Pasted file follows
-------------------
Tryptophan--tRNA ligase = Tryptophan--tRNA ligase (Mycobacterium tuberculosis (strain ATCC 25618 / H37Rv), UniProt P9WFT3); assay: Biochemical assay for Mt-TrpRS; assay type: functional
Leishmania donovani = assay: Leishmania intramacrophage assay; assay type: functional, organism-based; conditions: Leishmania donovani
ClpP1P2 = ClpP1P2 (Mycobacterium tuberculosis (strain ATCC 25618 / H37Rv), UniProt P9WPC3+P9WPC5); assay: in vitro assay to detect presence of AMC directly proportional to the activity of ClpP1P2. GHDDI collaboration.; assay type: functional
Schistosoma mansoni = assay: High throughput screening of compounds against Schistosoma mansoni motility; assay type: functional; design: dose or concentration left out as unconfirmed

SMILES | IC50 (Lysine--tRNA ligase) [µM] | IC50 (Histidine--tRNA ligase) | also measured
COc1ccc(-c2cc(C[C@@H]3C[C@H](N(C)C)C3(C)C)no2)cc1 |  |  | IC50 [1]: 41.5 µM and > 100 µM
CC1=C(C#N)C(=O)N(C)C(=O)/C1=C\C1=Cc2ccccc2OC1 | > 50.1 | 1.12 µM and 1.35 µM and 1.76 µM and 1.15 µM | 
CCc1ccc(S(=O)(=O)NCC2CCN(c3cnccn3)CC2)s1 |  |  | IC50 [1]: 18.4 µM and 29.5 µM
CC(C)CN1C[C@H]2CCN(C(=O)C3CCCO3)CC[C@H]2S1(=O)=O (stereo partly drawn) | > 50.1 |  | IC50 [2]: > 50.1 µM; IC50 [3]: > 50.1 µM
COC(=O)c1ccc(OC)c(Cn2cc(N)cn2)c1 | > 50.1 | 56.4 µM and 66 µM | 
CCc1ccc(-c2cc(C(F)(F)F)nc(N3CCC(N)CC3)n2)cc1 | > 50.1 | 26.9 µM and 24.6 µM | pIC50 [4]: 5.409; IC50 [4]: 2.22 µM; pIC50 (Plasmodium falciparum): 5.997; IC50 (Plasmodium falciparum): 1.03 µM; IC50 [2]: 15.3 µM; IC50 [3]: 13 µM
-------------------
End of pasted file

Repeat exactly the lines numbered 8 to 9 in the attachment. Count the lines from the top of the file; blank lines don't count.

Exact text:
CCc1ccc(S(=O)(=O)NCC2CCN(c3cnccn3)CC2)s1 |  |  | IC50 [1]: 18.4 µM and 29.5 µM
CC(C)CN1C[C@H]2CCN(C(=O)C3CCCO3)CC[C@H]2S1(=O)=O (stereo partly drawn) | > 50.1 |  | IC50 [2]: > 50.1 µM; IC50 [3]: > 50.1 µM